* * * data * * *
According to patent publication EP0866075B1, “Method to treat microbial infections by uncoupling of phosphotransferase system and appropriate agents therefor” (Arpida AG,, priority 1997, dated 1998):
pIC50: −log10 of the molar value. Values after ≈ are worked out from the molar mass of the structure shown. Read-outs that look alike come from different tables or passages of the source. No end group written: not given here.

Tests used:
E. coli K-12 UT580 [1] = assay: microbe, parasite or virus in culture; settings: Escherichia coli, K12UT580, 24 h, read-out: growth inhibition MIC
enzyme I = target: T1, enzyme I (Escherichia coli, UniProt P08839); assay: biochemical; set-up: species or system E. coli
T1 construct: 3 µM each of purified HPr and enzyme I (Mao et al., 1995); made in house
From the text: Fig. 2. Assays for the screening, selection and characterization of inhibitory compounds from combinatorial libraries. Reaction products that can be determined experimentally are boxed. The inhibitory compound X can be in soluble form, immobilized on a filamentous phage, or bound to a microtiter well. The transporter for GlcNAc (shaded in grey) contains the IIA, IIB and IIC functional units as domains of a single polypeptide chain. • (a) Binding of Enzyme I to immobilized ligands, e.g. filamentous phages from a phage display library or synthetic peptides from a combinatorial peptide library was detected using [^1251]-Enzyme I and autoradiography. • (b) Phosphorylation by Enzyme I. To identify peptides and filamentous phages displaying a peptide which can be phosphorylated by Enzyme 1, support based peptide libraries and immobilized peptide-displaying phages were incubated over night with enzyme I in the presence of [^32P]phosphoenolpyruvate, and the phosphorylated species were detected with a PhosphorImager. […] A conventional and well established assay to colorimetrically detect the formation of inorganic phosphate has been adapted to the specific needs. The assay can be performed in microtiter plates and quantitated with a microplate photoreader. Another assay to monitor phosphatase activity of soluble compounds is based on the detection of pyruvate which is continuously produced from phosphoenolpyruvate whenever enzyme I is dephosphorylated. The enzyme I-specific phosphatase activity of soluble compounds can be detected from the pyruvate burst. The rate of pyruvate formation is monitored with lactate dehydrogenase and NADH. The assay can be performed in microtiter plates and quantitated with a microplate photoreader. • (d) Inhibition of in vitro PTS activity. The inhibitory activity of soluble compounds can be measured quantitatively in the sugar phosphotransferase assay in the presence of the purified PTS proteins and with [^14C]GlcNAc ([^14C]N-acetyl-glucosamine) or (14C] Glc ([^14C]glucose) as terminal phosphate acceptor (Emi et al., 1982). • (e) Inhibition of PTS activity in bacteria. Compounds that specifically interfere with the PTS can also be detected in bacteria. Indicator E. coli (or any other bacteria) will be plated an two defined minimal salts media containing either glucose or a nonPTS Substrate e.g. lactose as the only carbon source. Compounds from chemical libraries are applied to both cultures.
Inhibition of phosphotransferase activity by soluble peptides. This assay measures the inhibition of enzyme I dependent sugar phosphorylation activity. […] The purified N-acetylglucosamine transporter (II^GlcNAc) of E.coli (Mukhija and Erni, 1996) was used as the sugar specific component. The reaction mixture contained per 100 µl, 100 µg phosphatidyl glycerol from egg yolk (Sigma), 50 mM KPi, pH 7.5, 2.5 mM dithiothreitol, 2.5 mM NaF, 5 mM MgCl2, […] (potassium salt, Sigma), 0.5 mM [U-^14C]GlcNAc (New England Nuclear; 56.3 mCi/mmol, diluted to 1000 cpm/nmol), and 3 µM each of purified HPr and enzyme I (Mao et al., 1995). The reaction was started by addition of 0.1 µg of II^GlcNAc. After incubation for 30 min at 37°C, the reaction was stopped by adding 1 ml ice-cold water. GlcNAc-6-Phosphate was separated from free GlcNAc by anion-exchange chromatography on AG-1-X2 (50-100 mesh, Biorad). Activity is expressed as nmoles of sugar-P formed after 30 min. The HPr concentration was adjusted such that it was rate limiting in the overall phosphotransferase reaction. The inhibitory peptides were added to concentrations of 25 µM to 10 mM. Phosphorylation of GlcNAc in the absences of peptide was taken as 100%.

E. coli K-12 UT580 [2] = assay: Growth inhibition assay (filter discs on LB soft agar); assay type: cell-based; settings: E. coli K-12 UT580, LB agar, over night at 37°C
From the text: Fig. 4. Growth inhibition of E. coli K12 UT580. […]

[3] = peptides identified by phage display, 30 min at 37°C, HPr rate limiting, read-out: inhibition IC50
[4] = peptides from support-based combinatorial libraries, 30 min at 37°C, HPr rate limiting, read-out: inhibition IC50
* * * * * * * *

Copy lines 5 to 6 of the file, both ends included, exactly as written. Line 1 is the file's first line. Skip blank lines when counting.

enzyme I = target: T1, enzyme I (Escherichia coli, UniProt P08839); assay: biochemical; set-up: species or system E. coli
T1 construct: 3 µM each of purified HPr and enzyme I (Mao et al., 1995); made in house